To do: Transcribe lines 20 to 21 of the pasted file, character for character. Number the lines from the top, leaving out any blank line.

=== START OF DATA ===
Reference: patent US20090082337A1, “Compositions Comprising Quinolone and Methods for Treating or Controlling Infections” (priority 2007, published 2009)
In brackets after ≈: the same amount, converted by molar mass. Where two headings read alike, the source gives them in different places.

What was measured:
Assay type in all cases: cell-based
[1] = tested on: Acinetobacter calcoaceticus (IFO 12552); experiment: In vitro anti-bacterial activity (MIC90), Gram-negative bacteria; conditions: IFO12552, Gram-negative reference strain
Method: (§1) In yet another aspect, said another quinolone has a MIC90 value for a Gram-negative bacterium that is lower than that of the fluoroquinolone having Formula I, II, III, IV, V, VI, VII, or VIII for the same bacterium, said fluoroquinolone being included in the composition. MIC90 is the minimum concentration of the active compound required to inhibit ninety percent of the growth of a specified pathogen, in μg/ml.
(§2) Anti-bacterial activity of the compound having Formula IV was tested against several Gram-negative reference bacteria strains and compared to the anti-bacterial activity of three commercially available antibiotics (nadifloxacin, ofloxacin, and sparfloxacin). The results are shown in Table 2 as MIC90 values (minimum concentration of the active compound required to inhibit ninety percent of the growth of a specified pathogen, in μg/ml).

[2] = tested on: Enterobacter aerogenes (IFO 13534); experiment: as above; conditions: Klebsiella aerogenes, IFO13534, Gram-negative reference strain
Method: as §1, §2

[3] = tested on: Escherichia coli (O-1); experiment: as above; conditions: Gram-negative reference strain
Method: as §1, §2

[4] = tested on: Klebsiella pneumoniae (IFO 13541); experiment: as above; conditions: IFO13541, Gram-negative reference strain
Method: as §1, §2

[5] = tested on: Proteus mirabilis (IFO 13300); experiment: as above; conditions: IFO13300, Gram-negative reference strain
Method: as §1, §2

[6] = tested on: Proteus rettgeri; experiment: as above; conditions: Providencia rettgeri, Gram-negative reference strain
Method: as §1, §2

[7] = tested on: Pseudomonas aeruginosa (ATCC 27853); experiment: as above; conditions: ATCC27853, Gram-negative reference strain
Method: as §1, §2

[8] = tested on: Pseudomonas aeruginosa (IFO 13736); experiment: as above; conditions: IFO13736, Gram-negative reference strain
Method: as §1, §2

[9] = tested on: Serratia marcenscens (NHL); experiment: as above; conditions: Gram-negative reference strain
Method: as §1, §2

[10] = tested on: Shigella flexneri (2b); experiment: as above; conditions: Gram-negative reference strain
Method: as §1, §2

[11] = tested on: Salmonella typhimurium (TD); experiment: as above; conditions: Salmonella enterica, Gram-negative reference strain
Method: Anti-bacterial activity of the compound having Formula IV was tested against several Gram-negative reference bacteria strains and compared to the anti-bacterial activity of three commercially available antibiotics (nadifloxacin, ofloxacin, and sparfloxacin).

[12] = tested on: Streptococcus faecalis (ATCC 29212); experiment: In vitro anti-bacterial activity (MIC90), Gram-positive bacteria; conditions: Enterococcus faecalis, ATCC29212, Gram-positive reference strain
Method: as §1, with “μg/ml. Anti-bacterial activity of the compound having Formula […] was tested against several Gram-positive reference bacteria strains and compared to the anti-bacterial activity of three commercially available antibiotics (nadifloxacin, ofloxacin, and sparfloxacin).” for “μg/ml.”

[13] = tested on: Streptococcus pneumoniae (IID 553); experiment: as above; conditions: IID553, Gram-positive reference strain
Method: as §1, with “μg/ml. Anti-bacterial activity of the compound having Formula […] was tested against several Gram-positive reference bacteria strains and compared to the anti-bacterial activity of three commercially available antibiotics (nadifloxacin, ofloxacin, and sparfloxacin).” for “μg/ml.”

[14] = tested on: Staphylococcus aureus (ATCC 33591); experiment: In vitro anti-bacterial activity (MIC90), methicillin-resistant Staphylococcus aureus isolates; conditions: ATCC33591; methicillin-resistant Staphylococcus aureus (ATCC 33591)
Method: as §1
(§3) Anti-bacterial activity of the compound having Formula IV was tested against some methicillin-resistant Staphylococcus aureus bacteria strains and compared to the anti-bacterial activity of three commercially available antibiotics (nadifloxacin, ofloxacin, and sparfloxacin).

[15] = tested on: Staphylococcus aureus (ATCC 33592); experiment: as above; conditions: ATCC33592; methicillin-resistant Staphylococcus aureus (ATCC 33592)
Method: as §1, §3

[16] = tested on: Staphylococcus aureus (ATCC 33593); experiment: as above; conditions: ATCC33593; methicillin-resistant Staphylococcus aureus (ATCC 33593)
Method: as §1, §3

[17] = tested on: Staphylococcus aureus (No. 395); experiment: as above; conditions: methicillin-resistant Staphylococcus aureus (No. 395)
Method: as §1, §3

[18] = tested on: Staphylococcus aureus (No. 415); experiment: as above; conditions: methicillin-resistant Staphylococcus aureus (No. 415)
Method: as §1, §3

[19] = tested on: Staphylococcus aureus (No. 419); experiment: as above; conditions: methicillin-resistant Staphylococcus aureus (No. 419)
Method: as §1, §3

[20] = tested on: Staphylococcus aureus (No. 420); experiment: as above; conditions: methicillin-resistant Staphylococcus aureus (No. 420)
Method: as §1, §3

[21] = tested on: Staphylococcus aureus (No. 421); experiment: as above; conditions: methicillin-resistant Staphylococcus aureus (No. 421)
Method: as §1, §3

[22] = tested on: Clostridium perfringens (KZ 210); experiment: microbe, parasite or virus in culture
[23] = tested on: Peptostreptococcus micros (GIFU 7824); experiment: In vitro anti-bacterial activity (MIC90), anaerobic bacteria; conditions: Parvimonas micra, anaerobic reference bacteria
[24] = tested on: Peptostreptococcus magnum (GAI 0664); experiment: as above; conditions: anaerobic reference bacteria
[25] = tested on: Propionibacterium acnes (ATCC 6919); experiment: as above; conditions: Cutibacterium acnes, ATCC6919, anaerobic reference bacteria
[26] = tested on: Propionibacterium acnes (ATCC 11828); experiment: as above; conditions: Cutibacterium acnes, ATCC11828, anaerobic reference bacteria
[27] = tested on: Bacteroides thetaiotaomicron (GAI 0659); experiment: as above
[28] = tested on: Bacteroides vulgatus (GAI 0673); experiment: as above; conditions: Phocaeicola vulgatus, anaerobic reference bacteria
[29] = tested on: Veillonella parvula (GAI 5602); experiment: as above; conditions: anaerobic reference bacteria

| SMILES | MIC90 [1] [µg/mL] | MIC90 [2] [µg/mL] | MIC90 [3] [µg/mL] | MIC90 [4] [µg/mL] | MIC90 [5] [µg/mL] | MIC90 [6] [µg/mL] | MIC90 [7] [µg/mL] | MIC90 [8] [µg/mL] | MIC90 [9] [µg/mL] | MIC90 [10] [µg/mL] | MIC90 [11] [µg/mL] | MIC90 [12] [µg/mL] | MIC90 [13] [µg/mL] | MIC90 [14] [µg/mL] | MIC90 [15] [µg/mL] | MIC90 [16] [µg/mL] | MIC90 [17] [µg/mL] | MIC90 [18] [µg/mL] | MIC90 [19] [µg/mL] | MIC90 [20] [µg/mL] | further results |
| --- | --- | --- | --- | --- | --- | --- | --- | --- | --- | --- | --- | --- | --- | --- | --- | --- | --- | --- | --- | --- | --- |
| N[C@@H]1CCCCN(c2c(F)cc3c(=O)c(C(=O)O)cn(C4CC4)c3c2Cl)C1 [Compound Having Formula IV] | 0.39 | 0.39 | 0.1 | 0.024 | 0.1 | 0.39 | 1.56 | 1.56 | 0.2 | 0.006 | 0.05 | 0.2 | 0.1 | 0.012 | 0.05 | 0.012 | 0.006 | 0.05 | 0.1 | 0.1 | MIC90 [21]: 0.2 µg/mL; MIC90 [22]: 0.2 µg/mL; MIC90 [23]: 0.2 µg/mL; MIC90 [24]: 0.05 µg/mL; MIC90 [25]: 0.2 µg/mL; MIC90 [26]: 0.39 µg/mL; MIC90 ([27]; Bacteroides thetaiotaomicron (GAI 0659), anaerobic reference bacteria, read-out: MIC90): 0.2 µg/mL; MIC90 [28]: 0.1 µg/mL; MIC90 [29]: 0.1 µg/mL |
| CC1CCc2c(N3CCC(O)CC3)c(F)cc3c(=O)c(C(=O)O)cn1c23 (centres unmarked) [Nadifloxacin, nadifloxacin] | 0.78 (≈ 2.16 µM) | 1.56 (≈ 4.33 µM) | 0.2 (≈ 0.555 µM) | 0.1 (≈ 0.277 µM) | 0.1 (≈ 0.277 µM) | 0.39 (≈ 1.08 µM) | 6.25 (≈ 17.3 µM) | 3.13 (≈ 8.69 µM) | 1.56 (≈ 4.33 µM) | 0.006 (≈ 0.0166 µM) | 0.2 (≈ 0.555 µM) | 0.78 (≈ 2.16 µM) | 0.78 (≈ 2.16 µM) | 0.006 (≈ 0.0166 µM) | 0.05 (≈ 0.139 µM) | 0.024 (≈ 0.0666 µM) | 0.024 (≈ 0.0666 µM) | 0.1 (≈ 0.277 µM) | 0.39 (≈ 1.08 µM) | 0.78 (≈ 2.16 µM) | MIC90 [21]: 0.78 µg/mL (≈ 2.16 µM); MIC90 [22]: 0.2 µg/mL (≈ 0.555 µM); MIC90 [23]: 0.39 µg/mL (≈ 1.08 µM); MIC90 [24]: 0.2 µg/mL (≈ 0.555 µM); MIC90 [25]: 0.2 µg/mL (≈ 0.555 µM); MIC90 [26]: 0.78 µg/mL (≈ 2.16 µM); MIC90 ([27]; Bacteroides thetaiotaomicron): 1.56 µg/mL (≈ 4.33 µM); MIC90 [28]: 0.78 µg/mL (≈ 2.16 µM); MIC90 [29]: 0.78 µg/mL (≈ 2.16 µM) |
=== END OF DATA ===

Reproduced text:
[8] = tested on: Pseudomonas aeruginosa (IFO 13736); experiment: as above; conditions: IFO13736, Gram-negative reference strain
Method: as §1, §2